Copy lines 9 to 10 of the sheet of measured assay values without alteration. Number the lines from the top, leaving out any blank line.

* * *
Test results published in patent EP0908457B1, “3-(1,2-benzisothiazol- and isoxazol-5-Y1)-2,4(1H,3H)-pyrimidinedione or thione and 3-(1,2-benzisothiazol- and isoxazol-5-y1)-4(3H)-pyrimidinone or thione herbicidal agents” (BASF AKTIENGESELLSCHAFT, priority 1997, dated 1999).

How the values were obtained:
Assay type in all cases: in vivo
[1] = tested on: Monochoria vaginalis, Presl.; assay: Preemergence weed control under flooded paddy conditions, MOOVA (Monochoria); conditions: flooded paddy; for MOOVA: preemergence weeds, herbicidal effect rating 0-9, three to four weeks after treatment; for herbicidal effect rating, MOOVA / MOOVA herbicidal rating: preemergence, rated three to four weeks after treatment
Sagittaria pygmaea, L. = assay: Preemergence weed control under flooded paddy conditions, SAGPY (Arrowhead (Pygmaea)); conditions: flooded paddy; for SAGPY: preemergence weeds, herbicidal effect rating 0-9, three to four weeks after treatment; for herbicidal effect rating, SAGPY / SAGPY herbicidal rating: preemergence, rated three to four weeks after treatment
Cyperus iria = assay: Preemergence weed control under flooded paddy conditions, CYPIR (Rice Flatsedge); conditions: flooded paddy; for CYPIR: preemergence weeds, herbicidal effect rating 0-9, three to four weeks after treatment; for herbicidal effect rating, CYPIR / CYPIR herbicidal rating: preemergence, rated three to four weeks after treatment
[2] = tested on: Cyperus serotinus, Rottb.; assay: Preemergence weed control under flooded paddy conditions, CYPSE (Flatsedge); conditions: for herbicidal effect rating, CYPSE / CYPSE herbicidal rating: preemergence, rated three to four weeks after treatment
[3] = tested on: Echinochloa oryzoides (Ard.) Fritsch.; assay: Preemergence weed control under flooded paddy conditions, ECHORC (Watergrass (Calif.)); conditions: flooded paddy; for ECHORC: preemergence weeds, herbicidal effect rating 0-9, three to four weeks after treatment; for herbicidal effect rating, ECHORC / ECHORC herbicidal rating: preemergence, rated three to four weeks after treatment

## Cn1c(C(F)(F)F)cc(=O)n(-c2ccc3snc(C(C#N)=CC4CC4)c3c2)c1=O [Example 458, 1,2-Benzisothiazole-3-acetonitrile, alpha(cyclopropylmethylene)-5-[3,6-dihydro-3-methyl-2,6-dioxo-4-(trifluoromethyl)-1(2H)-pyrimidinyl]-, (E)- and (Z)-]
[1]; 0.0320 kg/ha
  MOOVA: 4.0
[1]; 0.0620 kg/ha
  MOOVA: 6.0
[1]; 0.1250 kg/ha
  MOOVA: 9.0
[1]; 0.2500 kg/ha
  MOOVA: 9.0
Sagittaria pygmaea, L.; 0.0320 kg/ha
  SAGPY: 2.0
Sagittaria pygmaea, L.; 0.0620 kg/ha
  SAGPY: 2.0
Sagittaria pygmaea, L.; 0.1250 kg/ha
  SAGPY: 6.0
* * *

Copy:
## Cn1c(C(F)(F)F)cc(=O)n(-c2ccc3snc(C(C#N)=CC4CC4)c3c2)c1=O [Example 458, 1,2-Benzisothiazole-3-acetonitrile, alpha(cyclopropylmethylene)-5-[3,6-dihydro-3-methyl-2,6-dioxo-4-(trifluoromethyl)-1(2H)-pyrimidinyl]-, (E)- and (Z)-]
[1]; 0.0320 kg/ha